I am a writer of non-fiction history and have written four books on military history. Three of these focused on how the British army was supplied in the two world wars. My direction is now changing to explore the story of British manufacturing, inspired by the herculean efforts made by so many British companies.
My latest book, How Britain Shaped the Manufacturing World, was published by Pen & Sword in June 2022.
My father, Major-General Sir Leslie (‘Bill’) Williams, was Controller of Ordnance Services (RAOC) in WW2, and my mother, then my father’s PA, kept extensive albums, diaries and recollections. I wrote War on Wheels about the mechanisation of the army in WW2 and then Ordnance about equipping the army for WW1. My last book, Dunkirk to D Day, looks at the lives of some of the leaders who accomplished that monumental task.
In 2009 I was awarded an MA in Professional Writing following a career of ten years in the not-for-profit sector and twenty five years in accounting, the last ten as a partner in Price Waterhouse (now PwC). I have been concentrating on writing since April 2014. I am also chair of trustees at Lincoln Arts Trust and The Lincoln Book Festival.
You can find out more on my Summary CV and my Writing CV
Pleased to meet you.
Mr Williams , firstly I hope this finds you well at this present time and it is appropriate that I am writing to you and your blog on the 76th anniversary of D-day .
It would appear that I find myself in a similar situation to the one in which you found yourself in 2014.
I am in the very embryonic stages of research into my late maternal grandfather ( literally my search only began 4 weeks ago ).
My Grandfather was in the RAOC and did not reach the distinguished heights that your father did but like your father he rarely , if ever, proffered stories or facts about his war time experiences.
However I think it would be impossible if they did not know each other from the War Office during WW2
I will elaborate :
My grandfather was Col. George Thomas Meadows MBE. He joined the army in 1921 and in 1925 I believe joined the RAOC ( requirement to be 25 yrs old to so?)
After various postings he was Chief Clark and then assistant to Major General W.W Richards (D.Q.M.G. (Army Equipment ) G.H.Q Middle East) from the onset of the formation of G.H.Q Middle East where he served during the early part of the war in Cairo before being transferred with ‘Dicky’ Richards to the War Office, where your father was Controller. Dicky Richards it would appear took over your father’s position after the war.
I have accessed the RAOC gazette archives and it would appear that your father knew Dicky Richards from the outset even in 1921 from early training in the RAOC.
My dilemma however is that I do not have as rich a resource as you stumbled upon. My cousin has various things which I can’t wait to pour over and of course the Imperial War Museum is closed until further notice and the RLC museum not opening until 2021 because of relocation to Winchester. My hands are tied at present in exploring those avenues.
I have however discovered some fascinating material and facts from the gazette archive especially after discovering my grandfather’s non-de-plume . He wrote under the name ‘Bloss’. His only surviving daughter, my aunt, who is in her late eighties and in a nursing home in Cambridgeshire , was able to explain that he was called Bloss because of the fact that his boots were always very highly buffed… Bloss refers to Cherry Blossom …. the brand of polish! . I am curious as to Sir Leslie William’s nom-de-plume?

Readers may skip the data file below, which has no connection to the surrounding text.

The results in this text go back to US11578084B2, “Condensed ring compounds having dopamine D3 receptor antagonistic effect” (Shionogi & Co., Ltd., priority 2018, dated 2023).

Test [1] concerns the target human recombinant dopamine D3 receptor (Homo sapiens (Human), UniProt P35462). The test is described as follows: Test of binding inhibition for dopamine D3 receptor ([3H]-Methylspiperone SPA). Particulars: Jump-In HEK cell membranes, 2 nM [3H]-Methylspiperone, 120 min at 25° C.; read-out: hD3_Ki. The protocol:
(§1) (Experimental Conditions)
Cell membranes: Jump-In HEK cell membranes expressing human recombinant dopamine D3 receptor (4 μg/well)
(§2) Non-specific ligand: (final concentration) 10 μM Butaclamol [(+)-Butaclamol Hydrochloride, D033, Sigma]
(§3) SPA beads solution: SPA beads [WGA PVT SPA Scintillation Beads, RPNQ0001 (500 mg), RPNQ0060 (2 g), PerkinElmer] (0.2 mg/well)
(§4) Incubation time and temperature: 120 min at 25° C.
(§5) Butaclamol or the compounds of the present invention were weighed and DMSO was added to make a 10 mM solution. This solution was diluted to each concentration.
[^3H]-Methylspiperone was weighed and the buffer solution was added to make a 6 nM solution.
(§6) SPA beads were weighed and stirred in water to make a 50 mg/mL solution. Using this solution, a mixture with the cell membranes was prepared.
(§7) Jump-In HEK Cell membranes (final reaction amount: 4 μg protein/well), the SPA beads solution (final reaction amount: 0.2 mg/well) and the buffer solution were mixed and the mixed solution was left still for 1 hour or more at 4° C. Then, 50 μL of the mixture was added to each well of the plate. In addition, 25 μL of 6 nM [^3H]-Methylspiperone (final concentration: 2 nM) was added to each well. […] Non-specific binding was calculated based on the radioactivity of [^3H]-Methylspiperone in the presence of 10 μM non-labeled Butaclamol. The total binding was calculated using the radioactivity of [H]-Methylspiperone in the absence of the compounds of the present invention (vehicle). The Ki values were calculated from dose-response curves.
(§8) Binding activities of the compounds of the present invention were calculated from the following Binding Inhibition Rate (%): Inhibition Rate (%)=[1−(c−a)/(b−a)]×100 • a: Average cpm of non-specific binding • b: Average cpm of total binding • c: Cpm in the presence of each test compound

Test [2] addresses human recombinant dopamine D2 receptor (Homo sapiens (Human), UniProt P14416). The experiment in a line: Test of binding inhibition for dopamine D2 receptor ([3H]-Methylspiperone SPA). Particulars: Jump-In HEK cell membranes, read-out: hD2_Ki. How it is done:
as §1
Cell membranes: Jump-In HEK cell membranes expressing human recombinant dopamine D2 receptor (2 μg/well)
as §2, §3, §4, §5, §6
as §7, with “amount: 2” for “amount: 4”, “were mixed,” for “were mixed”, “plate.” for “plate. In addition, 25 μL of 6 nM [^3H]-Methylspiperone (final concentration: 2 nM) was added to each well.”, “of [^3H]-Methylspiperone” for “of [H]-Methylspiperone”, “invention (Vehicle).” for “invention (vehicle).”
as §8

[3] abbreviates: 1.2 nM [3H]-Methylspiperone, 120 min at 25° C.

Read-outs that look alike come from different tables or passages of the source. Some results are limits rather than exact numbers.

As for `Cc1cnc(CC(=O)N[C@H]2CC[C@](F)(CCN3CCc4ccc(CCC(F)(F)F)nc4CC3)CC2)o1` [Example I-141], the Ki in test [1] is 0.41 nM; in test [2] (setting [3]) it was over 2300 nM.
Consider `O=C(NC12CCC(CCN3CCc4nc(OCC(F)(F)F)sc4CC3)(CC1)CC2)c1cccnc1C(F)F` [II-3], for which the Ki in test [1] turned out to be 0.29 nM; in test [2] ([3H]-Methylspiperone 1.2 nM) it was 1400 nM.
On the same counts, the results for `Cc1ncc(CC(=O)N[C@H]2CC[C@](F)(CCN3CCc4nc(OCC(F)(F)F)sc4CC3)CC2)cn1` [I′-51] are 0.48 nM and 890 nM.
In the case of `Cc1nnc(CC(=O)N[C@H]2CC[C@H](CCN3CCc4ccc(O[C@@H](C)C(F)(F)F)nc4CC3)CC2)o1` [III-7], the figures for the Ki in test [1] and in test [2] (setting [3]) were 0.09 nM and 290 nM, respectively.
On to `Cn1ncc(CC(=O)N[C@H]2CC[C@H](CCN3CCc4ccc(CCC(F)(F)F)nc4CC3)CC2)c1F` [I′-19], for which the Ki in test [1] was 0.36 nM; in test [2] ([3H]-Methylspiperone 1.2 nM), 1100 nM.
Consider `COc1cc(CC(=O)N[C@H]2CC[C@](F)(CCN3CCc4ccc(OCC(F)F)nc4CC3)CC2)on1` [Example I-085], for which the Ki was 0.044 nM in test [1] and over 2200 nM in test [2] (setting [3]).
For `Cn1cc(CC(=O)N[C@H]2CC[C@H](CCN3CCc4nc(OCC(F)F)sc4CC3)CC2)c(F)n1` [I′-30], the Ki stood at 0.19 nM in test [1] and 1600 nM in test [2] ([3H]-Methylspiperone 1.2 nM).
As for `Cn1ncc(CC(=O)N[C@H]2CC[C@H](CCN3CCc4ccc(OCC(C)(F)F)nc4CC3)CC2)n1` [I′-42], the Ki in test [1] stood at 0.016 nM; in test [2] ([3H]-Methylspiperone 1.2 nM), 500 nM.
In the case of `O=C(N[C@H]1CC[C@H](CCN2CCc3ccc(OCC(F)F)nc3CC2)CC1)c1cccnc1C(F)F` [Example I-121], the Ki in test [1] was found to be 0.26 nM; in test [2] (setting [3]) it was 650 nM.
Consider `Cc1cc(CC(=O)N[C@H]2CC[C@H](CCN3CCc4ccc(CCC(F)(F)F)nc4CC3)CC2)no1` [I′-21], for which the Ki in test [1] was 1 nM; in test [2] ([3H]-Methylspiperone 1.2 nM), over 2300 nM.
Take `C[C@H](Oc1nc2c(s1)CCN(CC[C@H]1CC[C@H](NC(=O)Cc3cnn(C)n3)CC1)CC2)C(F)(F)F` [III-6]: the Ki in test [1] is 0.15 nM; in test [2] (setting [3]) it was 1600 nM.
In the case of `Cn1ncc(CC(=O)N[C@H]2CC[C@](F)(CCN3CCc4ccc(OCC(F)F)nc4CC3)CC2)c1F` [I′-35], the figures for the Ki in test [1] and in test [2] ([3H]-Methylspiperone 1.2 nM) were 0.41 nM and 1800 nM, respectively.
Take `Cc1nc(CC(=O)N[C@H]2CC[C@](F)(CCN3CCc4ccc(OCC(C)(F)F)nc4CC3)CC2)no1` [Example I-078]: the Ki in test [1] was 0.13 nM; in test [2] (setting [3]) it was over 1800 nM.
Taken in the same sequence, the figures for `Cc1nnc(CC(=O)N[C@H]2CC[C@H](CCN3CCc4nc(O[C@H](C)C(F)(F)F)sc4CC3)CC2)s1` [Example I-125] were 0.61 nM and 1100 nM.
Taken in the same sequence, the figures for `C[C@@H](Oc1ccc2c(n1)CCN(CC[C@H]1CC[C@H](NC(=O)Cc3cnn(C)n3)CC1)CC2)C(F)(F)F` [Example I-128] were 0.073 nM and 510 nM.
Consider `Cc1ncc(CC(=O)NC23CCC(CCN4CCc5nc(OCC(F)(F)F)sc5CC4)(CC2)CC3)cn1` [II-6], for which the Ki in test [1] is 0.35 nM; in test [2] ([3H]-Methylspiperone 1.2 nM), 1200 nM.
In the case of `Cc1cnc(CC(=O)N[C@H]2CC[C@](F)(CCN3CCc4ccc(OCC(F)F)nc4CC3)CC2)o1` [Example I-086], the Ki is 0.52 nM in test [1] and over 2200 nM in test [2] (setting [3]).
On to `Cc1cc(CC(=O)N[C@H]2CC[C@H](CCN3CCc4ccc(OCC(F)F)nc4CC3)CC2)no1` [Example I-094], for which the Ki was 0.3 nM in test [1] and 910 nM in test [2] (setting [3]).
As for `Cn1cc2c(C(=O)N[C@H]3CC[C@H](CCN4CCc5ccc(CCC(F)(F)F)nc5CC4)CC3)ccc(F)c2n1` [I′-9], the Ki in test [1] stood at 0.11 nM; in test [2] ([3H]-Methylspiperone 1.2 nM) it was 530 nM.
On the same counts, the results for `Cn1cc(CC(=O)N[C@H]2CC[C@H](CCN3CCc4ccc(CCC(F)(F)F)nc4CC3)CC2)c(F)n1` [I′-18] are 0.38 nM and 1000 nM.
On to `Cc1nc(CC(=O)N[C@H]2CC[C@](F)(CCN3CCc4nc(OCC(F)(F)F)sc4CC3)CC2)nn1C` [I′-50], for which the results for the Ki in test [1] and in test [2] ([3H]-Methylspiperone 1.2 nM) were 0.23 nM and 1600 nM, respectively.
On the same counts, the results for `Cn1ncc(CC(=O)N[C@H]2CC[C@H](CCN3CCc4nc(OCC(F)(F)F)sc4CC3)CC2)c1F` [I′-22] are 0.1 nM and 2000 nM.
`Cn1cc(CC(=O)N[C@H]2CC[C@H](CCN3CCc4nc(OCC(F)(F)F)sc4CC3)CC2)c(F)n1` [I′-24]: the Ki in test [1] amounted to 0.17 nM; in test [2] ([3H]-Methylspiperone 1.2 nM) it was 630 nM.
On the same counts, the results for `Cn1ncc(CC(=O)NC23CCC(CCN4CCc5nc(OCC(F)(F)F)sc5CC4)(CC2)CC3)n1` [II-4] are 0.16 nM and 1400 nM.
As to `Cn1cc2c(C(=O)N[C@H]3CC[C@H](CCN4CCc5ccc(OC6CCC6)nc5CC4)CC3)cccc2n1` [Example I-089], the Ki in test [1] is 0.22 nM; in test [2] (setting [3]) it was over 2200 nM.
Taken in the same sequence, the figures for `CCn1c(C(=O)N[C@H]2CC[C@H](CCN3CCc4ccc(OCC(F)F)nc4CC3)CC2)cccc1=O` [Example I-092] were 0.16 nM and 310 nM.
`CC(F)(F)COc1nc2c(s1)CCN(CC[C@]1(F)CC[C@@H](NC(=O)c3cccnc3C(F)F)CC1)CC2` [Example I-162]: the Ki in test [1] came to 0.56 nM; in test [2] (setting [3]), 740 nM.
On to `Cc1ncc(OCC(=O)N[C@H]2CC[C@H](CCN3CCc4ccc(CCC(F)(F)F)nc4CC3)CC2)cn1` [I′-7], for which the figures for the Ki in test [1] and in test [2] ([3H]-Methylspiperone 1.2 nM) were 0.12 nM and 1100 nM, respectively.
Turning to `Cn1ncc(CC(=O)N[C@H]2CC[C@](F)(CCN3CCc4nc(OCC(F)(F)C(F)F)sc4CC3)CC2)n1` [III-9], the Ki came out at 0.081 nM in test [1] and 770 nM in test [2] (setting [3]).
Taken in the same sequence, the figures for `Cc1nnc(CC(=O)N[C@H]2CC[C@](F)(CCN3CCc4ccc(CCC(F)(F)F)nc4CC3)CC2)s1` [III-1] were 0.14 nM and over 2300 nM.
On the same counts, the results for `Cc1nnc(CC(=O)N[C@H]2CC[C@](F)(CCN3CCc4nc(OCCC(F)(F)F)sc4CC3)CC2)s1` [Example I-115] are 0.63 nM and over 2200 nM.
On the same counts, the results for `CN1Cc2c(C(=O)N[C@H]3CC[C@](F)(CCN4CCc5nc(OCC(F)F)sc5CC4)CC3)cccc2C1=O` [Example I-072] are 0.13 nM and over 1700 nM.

I am currently awaiting a copy of my grandfather’s death certificate so that I can apply for his full army records.
I also have discovered that the recommendation for his MBE was made by Dicky Richards himself and that he was mentioned in despatches ( which presumably landed on your father’s desk?). My brother is currently pouring over the despatches archive to see if there was more than just a mention on the list of names attached to despatches.
There is much more including the confirmation of a long held family rumour which I will not divulge on this forum and much more to discover.
I know from the gazette archives that my grandfather assisted in collating Dicky Richards’ papers after his passing and that there are 20 ‘files’ held in the IWM.
As my brother has said it would appear that wherever Dicky went our grandfather would have been in attendance. In the words of my Aunt, who remembers Major General Richards, he was ‘an imposing figure’!
One thing that jumps out from the letters to the gazette is that cricket and other sports were very important to the social life of RAOC and ,as I see that you are a member of the MCC , I share , I assume, your current loss of the passion as I had tickets for Lords and the Oval this year . Bizarrely enough I should have been at the Oval today ! It will be interesting to see how the ‘new format’ works in the following weeks.
So on this anniversary day I would be interested to know if you ever stumbled across a mention of George Thomas Meadows ( he was promoted to Col (hons). on his retirement ).
I would be more than happy , if you feel appropriate, for you to contact me personally by email as I have many questions and advice to ask for my research going forward. Feel free not to maintain virtual social distance ( I am a community pharmacist by profession for your information )!
Thank you so much for getting in touch. Please let me have you email. There is some information I can send you.
Many thanks Philip
My email is
I re-read your introduction to From Dunkirk to D-day last night (I had previously only glanced at it in haste).
The Class of 22 !
….. is of course the same training referred to in my previous comment.. it started in ’21 and finished in ’22! ?
A correction to my last post. .. I have no intention to pour ( any liquid ) over my cousin’s records but I will definitely pore over them!